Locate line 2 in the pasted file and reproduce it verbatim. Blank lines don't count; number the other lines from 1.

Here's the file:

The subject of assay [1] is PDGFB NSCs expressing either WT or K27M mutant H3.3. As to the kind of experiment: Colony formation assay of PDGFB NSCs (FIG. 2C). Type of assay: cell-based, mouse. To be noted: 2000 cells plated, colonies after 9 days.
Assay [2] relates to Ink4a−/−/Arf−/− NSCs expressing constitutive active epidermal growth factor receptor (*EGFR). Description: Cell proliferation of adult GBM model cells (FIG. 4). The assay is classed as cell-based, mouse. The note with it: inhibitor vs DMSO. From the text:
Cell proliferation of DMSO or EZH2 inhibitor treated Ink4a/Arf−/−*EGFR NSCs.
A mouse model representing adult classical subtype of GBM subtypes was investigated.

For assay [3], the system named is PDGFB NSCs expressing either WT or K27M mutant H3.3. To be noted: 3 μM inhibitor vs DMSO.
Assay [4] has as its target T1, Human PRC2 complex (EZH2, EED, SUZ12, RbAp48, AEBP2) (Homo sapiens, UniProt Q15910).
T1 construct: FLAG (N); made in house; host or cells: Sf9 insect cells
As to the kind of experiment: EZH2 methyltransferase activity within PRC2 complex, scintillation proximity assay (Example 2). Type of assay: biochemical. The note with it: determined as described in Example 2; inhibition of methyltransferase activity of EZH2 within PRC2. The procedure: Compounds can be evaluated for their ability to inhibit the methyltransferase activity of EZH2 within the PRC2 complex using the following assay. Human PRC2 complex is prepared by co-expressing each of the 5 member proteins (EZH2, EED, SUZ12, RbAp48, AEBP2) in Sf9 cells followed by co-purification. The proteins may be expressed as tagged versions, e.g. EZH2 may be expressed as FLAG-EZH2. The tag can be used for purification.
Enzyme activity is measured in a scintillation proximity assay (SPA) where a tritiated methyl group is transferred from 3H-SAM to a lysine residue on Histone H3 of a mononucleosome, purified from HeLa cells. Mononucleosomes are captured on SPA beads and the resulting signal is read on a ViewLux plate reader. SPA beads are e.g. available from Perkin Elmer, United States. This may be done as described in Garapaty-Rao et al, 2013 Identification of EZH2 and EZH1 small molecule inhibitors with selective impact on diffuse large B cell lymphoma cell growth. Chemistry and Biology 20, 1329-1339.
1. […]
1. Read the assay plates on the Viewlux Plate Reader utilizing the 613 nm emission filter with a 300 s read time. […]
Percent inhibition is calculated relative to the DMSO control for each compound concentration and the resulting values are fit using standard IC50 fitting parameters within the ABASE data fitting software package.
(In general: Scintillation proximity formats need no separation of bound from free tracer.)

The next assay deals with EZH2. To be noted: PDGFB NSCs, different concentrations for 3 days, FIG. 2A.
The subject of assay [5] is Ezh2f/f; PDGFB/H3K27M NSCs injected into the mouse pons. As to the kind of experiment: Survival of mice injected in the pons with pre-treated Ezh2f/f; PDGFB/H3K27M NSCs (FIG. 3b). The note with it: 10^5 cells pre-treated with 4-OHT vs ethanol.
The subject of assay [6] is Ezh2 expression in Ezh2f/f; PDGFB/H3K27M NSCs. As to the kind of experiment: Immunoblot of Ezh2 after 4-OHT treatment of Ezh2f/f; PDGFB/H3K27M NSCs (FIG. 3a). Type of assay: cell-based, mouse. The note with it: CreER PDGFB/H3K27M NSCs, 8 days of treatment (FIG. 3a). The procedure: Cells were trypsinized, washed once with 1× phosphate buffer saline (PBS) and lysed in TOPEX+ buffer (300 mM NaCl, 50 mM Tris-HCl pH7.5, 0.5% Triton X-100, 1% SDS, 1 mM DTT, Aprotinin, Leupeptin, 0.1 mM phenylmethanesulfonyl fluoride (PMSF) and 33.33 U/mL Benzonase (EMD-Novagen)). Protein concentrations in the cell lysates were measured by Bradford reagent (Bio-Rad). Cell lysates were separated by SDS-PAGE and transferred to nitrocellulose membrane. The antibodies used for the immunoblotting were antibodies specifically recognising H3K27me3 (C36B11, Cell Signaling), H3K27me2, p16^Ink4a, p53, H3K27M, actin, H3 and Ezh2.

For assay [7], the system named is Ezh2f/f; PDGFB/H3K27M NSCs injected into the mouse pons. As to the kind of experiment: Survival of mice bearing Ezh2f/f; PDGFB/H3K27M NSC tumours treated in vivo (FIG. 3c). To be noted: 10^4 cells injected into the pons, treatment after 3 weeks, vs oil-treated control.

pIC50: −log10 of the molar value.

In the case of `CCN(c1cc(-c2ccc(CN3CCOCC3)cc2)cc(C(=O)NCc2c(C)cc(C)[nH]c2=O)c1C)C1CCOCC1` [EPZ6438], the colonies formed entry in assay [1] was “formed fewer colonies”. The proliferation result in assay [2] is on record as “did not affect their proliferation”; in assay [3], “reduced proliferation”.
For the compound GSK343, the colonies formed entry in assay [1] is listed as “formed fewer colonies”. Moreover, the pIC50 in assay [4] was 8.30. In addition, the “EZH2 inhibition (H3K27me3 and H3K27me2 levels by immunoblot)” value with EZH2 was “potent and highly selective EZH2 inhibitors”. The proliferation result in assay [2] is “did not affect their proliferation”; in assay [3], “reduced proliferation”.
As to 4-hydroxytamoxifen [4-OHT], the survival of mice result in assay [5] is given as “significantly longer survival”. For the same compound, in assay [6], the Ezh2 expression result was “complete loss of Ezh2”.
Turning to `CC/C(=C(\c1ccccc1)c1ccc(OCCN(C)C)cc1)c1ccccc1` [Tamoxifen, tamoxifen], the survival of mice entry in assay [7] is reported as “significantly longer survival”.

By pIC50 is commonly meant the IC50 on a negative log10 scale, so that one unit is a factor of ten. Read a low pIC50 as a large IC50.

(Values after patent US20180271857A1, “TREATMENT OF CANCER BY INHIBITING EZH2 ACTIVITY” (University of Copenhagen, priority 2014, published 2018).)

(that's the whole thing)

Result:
Assay [2] relates to Ink4a−/−/Arf−/− NSCs expressing constitutive active epidermal growth factor receptor (*EGFR). Description: Cell proliferation of adult GBM model cells (FIG. 4). The assay is classed as cell-based, mouse. The note with it: inhibitor vs DMSO. From the text: